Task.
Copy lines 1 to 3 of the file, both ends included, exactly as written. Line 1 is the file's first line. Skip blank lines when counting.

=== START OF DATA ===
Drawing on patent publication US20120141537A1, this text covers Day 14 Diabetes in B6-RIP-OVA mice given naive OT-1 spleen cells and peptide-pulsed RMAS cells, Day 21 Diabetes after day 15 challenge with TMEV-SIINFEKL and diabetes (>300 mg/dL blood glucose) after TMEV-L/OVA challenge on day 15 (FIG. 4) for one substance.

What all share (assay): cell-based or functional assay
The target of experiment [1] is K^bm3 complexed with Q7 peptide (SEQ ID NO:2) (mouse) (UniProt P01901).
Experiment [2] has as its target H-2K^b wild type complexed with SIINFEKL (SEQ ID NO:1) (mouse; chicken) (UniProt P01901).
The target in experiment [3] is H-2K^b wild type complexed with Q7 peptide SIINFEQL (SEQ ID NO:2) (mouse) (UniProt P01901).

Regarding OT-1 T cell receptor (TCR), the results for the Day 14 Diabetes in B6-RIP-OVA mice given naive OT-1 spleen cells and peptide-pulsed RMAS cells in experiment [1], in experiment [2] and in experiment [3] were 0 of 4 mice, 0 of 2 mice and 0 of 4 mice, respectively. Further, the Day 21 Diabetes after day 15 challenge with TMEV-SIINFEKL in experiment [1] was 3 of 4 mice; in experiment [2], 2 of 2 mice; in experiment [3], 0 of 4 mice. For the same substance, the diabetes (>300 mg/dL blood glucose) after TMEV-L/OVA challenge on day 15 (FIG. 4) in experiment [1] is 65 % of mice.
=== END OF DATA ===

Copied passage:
Drawing on patent publication US20120141537A1, this text covers Day 14 Diabetes in B6-RIP-OVA mice given naive OT-1 spleen cells and peptide-pulsed RMAS cells, Day 21 Diabetes after day 15 challenge with TMEV-SIINFEKL and diabetes (>300 mg/dL blood glucose) after TMEV-L/OVA challenge on day 15 (FIG. 4) for one substance.

What all share (assay): cell-based or functional assay
The target of experiment [1] is K^bm3 complexed with Q7 peptide (SEQ ID NO:2) (mouse) (UniProt P01901).